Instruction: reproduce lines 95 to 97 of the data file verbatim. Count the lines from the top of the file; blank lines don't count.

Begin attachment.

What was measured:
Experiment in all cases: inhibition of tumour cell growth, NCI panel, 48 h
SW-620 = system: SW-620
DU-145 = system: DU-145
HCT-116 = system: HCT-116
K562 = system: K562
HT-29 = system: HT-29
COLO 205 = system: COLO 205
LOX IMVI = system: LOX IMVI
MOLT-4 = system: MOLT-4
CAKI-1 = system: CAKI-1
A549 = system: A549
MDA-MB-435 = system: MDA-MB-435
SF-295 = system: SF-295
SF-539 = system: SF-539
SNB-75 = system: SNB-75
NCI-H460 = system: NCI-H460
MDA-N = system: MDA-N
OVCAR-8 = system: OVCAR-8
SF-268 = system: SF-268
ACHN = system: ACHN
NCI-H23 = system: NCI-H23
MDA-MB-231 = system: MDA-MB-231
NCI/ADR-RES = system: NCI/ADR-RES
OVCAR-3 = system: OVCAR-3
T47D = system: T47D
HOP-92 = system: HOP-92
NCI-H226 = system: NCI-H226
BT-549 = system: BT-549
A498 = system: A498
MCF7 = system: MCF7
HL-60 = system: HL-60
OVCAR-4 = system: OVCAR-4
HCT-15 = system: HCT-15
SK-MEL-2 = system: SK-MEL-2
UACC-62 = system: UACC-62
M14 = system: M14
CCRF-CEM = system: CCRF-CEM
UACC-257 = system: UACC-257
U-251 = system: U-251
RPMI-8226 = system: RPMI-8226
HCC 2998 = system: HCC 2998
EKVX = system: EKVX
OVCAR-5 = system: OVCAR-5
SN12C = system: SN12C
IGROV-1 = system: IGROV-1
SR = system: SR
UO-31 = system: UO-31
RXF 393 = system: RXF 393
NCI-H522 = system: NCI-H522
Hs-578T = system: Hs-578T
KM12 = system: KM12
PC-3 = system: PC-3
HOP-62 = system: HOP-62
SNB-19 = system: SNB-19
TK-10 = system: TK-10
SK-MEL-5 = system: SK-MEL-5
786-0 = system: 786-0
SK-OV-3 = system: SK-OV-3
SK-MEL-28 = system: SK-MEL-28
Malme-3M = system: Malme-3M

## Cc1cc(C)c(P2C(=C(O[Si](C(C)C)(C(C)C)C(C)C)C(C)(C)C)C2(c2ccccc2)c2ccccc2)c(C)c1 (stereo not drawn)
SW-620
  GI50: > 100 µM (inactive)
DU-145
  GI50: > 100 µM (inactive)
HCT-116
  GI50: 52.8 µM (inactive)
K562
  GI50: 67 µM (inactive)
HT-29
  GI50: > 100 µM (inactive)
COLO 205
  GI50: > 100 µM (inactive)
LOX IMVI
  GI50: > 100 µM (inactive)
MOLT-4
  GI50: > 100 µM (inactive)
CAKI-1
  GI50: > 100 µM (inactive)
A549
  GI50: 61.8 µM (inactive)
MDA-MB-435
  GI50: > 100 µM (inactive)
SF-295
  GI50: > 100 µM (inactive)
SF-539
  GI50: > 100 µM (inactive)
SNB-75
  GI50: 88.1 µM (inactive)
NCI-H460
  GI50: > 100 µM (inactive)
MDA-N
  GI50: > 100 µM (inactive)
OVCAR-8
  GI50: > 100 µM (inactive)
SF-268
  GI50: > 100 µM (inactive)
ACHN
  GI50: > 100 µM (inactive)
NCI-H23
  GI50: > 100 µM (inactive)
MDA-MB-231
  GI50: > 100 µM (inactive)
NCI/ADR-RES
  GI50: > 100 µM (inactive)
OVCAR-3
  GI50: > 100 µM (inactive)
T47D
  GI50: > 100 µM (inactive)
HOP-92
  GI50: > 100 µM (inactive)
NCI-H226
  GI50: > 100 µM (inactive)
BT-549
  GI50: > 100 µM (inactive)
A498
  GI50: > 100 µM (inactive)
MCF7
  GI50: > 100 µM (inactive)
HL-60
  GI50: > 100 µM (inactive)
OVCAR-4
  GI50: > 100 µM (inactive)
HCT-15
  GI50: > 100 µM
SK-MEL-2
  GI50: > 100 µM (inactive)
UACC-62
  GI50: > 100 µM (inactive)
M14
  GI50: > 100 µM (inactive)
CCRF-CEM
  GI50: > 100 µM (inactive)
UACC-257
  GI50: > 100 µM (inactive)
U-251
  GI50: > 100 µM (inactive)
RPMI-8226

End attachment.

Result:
OVCAR-8
  GI50: > 100 µM (inactive)
SF-268